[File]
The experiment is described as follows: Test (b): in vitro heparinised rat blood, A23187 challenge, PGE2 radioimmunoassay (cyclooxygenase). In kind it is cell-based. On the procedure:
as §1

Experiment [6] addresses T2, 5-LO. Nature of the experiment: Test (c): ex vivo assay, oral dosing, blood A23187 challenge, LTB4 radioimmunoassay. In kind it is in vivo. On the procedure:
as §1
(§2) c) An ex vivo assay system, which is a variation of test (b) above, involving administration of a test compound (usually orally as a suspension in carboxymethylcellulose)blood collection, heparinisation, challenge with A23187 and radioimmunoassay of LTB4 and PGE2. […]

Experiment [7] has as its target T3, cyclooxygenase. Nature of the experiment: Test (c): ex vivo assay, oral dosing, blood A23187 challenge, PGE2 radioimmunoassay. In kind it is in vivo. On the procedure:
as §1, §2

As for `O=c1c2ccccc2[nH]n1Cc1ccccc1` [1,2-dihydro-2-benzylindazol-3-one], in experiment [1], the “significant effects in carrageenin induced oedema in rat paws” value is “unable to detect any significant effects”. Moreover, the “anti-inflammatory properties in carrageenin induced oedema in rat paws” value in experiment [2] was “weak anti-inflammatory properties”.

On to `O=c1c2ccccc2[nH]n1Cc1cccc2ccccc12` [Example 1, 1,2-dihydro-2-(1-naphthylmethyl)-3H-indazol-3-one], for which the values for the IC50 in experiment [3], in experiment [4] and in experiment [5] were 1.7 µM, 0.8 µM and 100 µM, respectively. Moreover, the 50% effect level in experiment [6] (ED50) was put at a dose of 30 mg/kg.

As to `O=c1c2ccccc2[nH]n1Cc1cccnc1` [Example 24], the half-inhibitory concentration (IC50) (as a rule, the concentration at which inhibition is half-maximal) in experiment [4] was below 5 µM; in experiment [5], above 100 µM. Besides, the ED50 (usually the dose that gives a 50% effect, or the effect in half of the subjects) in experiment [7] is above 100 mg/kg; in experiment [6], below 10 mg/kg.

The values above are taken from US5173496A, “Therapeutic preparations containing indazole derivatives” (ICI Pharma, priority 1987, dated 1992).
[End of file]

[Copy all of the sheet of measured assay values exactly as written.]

The experiment is described as follows: Test (b): in vitro heparinised rat blood, A23187 challenge, PGE2 radioimmunoassay (cyclooxygenase). In kind it is cell-based. On the procedure:
as §1

Experiment [6] addresses T2, 5-LO. Nature of the experiment: Test (c): ex vivo assay, oral dosing, blood A23187 challenge, LTB4 radioimmunoassay. In kind it is in vivo. On the procedure:
as §1
(§2) c) An ex vivo assay system, which is a variation of test (b) above, involving administration of a test compound (usually orally as a suspension in carboxymethylcellulose)blood collection, heparinisation, challenge with A23187 and radioimmunoassay of LTB4 and PGE2. […]

Experiment [7] has as its target T3, cyclooxygenase. Nature of the experiment: Test (c): ex vivo assay, oral dosing, blood A23187 challenge, PGE2 radioimmunoassay. In kind it is in vivo. On the procedure:
as §1, §2

As for `O=c1c2ccccc2[nH]n1Cc1ccccc1` [1,2-dihydro-2-benzylindazol-3-one], in experiment [1], the “significant effects in carrageenin induced oedema in rat paws” value is “unable to detect any significant effects”. Moreover, the “anti-inflammatory properties in carrageenin induced oedema in rat paws” value in experiment [2] was “weak anti-inflammatory properties”.

On to `O=c1c2ccccc2[nH]n1Cc1cccc2ccccc12` [Example 1, 1,2-dihydro-2-(1-naphthylmethyl)-3H-indazol-3-one], for which the values for the IC50 in experiment [3], in experiment [4] and in experiment [5] were 1.7 µM, 0.8 µM and 100 µM, respectively. Moreover, the 50% effect level in experiment [6] (ED50) was put at a dose of 30 mg/kg.

As to `O=c1c2ccccc2[nH]n1Cc1cccnc1` [Example 24], the half-inhibitory concentration (IC50) (as a rule, the concentration at which inhibition is half-maximal) in experiment [4] was below 5 µM; in experiment [5], above 100 µM. Besides, the ED50 (usually the dose that gives a 50% effect, or the effect in half of the subjects) in experiment [7] is above 100 mg/kg; in experiment [6], below 10 mg/kg.

The values above are taken from US5173496A, “Therapeutic preparations containing indazole derivatives” (ICI Pharma, priority 1987, dated 1992).